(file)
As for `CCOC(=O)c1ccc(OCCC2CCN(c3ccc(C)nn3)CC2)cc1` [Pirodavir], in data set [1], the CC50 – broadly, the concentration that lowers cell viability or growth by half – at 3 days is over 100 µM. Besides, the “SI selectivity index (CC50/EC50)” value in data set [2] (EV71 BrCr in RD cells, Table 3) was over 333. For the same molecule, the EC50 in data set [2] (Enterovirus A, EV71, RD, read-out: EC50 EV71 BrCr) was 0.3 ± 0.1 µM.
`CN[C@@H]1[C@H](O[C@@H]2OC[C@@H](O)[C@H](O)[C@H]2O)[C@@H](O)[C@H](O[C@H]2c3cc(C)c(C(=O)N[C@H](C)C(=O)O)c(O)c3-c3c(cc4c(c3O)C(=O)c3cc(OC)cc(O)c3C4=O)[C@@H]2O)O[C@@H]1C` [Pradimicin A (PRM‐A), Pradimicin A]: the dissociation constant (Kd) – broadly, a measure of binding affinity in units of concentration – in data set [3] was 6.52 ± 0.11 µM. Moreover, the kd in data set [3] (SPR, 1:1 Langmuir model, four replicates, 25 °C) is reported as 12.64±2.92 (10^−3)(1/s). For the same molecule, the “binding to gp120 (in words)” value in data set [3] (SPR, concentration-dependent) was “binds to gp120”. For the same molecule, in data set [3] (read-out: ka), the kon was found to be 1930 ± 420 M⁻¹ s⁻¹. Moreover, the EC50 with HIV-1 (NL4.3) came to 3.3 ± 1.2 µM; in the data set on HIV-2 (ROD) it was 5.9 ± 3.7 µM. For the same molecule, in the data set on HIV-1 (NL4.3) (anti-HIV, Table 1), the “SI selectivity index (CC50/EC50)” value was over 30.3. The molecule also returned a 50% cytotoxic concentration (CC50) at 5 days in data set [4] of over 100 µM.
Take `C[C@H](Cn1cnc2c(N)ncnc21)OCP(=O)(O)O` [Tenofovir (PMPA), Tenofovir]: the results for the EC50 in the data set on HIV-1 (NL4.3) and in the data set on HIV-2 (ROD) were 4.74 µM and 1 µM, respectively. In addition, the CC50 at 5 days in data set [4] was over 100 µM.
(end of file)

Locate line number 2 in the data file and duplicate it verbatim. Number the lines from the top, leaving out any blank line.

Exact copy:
`CN[C@@H]1[C@H](O[C@@H]2OC[C@@H](O)[C@H](O)[C@H]2O)[C@@H](O)[C@H](O[C@H]2c3cc(C)c(C(=O)N[C@H](C)C(=O)O)c(O)c3-c3c(cc4c(c3O)C(=O)c3cc(OC)cc(O)c3C4=O)[C@@H]2O)O[C@@H]1C` [Pradimicin A (PRM‐A), Pradimicin A]: the dissociation constant (Kd) – broadly, a measure of binding affinity in units of concentration – in data set [3] was 6.52 ± 0.11 µM. Moreover, the kd in data set [3] (SPR, 1:1 Langmuir model, four replicates, 25 °C) is reported as 12.64±2.92 (10^−3)(1/s). For the same molecule, the “binding to gp120 (in words)” value in data set [3] (SPR, concentration-dependent) was “binds to gp120”. For the same molecule, in data set [3] (read-out: ka), the kon was found to be 1930 ± 420 M⁻¹ s⁻¹. Moreover, the EC50 with HIV-1 (NL4.3) came to 3.3 ± 1.2 µM; in the data set on HIV-2 (ROD) it was 5.9 ± 3.7 µM. For the same molecule, in the data set on HIV-1 (NL4.3) (anti-HIV, Table 1), the “SI selectivity index (CC50/EC50)” value was over 30.3. The molecule also returned a 50% cytotoxic concentration (CC50) at 5 days in data set [4] of over 100 µM.